Overcoming Passive Voice

We’re halfway through Blogtober and some of these entries are getting a little dry. Tonight and tomorrow should be a bit better because I’m going to get personal. I’m going to talk about some major weaknesses in my writing that I’ve struggled to overcome.

Have I already Talked About This?

Coming into tonight’s topic, I had this nagging feeling I’m repeating myself. Sure enough, there’s quite a few posts where I mention passive voice.

Last year, I talked about The Repossessed Ghost and how the early draft dripped with cowardly passive voice.

In another post last year regarding self-care, I dropped a mention about passive voice. As a writing sin, I needed to learn to forgive myself.

On Melissa’s birthday in 2016, I wrote extensively about passive voice and again, how it made The Repossessed Ghost weaker. Tonight we’re going to revisit some of the points raised in this early post.

In this post in 2015 and in this post in 2014, I mention passive voice… again in reference to The Repossessed Ghost, my writing style, and how every writer needs an editor.

Suffice it to say, passive voice has been on my mind for the last 5 years. I still notice it in my work and correct for it as quickly as I can. I still hear it in other people’s work, which saps away some of my enjoyment.

Why Do I Write in Passive Voice?

The reason most writers fall into passive voice is a lack of confidence. For some reason, it feels safe.

For me, it’s a little bit lazy, too. When you’re only using linking verbs to glue your sentence together, you don’t have to think quite as hard.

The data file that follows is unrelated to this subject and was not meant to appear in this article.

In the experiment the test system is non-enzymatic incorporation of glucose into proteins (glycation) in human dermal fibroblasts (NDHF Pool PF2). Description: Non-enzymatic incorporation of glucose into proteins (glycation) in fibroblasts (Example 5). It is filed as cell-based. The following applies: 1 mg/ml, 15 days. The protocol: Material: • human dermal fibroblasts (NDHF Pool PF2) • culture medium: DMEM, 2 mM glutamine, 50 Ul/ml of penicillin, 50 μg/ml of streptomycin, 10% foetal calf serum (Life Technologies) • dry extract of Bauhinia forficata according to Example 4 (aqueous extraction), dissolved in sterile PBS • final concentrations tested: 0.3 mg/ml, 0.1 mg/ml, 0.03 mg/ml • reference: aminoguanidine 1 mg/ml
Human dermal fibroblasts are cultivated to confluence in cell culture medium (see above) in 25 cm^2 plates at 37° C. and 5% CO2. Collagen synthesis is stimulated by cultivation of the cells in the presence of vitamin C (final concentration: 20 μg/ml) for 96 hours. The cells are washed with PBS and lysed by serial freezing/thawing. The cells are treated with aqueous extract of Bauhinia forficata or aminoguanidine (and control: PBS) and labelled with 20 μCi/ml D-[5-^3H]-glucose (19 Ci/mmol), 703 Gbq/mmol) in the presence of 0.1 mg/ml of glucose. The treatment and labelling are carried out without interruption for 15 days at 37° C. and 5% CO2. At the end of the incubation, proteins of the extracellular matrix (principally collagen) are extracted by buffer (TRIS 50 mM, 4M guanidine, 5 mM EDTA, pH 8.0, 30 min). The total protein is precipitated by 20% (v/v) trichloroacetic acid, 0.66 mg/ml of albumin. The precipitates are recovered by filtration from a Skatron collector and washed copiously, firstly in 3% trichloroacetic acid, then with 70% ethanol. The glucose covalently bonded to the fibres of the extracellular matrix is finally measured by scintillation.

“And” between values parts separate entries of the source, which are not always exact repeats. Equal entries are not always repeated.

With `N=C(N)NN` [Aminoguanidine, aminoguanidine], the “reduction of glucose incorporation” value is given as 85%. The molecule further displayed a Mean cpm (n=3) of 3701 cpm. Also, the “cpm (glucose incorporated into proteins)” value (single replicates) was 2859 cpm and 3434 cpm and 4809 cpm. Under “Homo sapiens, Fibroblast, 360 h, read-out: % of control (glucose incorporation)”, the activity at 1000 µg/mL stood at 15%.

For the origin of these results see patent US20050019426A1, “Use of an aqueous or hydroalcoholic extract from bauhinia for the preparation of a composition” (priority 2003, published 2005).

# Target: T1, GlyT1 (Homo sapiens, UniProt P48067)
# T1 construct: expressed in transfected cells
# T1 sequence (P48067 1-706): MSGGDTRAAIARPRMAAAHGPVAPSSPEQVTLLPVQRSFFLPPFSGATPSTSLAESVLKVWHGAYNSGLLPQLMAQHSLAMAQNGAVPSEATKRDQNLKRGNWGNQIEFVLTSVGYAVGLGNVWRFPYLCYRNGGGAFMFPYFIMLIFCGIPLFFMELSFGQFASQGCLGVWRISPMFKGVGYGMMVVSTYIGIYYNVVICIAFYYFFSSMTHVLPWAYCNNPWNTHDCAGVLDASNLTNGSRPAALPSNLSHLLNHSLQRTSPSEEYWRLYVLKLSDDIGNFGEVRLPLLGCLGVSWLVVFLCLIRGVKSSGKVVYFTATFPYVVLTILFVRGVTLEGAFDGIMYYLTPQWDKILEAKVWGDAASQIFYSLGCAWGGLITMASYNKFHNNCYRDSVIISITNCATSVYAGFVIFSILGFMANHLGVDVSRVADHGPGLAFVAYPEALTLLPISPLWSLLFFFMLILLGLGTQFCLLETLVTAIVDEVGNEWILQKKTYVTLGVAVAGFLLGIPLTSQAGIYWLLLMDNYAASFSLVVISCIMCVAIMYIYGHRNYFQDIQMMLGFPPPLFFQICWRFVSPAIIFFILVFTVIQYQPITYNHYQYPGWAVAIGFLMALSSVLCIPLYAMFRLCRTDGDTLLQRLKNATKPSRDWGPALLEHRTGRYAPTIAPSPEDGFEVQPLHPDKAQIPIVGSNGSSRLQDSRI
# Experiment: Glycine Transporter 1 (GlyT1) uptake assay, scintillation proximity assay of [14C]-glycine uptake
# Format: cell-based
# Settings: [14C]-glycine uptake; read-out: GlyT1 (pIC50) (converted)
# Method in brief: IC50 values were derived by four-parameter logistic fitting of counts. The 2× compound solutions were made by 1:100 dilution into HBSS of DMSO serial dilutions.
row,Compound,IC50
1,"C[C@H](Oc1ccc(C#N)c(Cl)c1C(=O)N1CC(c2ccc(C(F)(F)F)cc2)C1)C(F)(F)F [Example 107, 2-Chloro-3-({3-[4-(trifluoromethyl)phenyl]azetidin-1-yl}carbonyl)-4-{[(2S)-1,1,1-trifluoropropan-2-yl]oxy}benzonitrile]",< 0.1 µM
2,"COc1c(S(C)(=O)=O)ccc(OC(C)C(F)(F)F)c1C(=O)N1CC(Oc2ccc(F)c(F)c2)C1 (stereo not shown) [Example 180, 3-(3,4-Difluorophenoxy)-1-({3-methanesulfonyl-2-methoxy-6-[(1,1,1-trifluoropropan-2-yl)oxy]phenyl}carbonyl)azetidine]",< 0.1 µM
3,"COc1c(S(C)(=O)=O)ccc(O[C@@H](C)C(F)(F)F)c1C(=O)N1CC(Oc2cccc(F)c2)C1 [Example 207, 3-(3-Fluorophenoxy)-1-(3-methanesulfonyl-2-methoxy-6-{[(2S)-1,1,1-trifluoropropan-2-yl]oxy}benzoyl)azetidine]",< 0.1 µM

If you use passive voice, I don’t think you are a lazy person, and I don’t think you necessarily lack confidence. Like so many other aspects of writing which gets labeled a mistake or problem, passive voice is just another tool in the toolbox. Passive voice gets overused or used incorrectly, like picking up a hammer to drive in a screw.

What the Hell even IS Passive Voice?!?

Passive voice is when a sentence is constructed to put the emphasis on the action or the object, rather than the subject. Here are some examples:

The screen was where Chris stared.

The driveway was where Melissa parked the car.

The corpse was on the couch.

Two of these examples are laughably bad. Chris stared at the screen, and Melissa parked the car in the driveway. Chris and Melissa deserve more emphasis than the screen or the driveway.

The third example isn’t as bad, because the emphasis is where it belongs: on the corpse. Who cares about the furniture when there’s a rotting body in the house? “The couch contained the corpse” is not better, unless you’re writing macabre comedy. If I needed to change the original sentence, I’d leave the emphasis on the corpse and choose a better verb.

Parting Thoughts

Tonight’s writing tip, like all of the rest this month, is about helping the writer improve their craft by being intentional with their words. One of the hardest parts of writing is accurately conveying your vision in words. When we first start writing, we approach the craft with clumsy sketches that fail to capture the imagination. As we grow, we learn to paint our stories with a more deft hand. Our perspective on the craft improves, and with it, the degree of nuance we can incorporate on the page.

Overcoming unintentional passive voice is an important first step for many writers. I spent years writing with passive voice, unaware how much greater my stories could be if I proceeded with more confidence, choosing stronger verbs, and placing the emphasis in each sentence where it belongs.

Your challenge tonight, should you decide to play along, is find something you’ve already written and read it closely. Look for places where you use the word “was” or “is” and identify the subject, action, and object. Is the emphasis where it belongs? Is the sentence as strong as it can be? Try rewriting the sentence and see how it feels.